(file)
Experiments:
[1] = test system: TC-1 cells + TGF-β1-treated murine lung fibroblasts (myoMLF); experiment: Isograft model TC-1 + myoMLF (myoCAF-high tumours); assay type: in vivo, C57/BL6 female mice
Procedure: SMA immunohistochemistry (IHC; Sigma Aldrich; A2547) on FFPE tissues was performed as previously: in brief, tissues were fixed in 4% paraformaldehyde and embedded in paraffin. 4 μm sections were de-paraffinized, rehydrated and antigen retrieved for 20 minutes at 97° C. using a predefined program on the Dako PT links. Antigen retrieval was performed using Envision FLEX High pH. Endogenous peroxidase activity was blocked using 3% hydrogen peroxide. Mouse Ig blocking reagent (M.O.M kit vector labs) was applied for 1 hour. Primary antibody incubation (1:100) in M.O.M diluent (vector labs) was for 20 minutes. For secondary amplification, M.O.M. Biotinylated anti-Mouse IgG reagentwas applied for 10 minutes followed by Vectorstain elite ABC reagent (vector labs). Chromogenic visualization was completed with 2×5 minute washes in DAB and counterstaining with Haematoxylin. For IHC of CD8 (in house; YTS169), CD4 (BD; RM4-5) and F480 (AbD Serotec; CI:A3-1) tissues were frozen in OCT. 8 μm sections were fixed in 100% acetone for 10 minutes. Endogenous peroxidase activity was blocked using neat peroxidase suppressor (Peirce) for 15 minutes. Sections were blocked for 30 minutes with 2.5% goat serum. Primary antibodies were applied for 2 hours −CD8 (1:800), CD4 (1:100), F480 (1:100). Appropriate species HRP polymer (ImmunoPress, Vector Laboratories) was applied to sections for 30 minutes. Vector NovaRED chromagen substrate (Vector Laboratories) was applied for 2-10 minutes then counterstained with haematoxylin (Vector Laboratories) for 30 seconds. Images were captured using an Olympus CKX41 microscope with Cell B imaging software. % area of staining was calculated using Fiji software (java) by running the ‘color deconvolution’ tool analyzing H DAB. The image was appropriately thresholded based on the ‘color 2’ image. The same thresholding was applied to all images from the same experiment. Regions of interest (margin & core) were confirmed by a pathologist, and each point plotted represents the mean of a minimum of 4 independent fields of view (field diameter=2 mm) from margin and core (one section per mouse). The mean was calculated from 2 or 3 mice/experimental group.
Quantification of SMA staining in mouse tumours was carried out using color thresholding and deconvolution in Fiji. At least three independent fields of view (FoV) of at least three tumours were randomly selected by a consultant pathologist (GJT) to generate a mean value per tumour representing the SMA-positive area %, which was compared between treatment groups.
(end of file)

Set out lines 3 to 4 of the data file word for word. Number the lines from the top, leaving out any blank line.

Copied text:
Procedure: SMA immunohistochemistry (IHC; Sigma Aldrich; A2547) on FFPE tissues was performed as previously: in brief, tissues were fixed in 4% paraformaldehyde and embedded in paraffin. 4 μm sections were de-paraffinized, rehydrated and antigen retrieved for 20 minutes at 97° C. using a predefined program on the Dako PT links. Antigen retrieval was performed using Envision FLEX High pH. Endogenous peroxidase activity was blocked using 3% hydrogen peroxide. Mouse Ig blocking reagent (M.O.M kit vector labs) was applied for 1 hour. Primary antibody incubation (1:100) in M.O.M diluent (vector labs) was for 20 minutes. For secondary amplification, M.O.M. Biotinylated anti-Mouse IgG reagentwas applied for 10 minutes followed by Vectorstain elite ABC reagent (vector labs). Chromogenic visualization was completed with 2×5 minute washes in DAB and counterstaining with Haematoxylin. For IHC of CD8 (in house; YTS169), CD4 (BD; RM4-5) and F480 (AbD Serotec; CI:A3-1) tissues were frozen in OCT. 8 μm sections were fixed in 100% acetone for 10 minutes. Endogenous peroxidase activity was blocked using neat peroxidase suppressor (Peirce) for 15 minutes. Sections were blocked for 30 minutes with 2.5% goat serum. Primary antibodies were applied for 2 hours −CD8 (1:800), CD4 (1:100), F480 (1:100). Appropriate species HRP polymer (ImmunoPress, Vector Laboratories) was applied to sections for 30 minutes. Vector NovaRED chromagen substrate (Vector Laboratories) was applied for 2-10 minutes then counterstained with haematoxylin (Vector Laboratories) for 30 seconds. Images were captured using an Olympus CKX41 microscope with Cell B imaging software. % area of staining was calculated using Fiji software (java) by running the ‘color deconvolution’ tool analyzing H DAB. The image was appropriately thresholded based on the ‘color 2’ image. The same thresholding was applied to all images from the same experiment. Regions of interest (margin & core) were confirmed by a pathologist, and each point plotted represents the mean of a minimum of 4 independent fields of view (field diameter=2 mm) from margin and core (one section per mouse). The mean was calculated from 2 or 3 mice/experimental group.
Quantification of SMA staining in mouse tumours was carried out using color thresholding and deconvolution in Fiji. At least three independent fields of view (FoV) of at least three tumours were randomly selected by a consultant pathologist (GJT) to generate a mean value per tumour representing the SMA-positive area %, which was compared between treatment groups.